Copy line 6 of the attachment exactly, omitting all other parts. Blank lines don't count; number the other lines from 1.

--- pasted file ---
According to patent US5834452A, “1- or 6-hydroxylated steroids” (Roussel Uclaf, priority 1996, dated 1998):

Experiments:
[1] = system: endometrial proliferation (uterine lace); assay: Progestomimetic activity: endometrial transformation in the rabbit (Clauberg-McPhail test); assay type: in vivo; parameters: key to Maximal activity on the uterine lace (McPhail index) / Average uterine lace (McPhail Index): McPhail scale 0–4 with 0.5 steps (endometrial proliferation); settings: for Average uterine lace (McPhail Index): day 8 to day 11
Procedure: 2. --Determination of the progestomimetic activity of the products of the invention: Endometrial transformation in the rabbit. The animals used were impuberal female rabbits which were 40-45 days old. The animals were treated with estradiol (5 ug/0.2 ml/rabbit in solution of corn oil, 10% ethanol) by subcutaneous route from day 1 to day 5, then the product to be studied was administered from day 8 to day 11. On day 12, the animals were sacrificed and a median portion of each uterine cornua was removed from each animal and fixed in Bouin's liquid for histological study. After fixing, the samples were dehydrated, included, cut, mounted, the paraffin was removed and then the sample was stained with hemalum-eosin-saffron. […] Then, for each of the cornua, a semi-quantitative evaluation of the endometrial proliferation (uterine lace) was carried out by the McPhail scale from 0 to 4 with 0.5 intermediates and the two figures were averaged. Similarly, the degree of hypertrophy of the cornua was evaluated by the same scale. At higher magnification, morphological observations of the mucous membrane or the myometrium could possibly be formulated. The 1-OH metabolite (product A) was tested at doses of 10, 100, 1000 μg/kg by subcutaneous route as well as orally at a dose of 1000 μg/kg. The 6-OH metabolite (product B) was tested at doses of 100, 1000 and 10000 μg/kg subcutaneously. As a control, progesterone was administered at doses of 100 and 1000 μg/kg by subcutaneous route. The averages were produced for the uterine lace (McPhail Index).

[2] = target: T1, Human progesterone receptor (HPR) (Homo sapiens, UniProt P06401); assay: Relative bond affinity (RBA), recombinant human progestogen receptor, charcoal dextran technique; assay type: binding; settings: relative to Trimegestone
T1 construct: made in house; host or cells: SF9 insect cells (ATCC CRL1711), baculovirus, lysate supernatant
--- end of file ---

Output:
T1 construct: made in house; host or cells: SF9 insect cells (ATCC CRL1711), baculovirus, lysate supernatant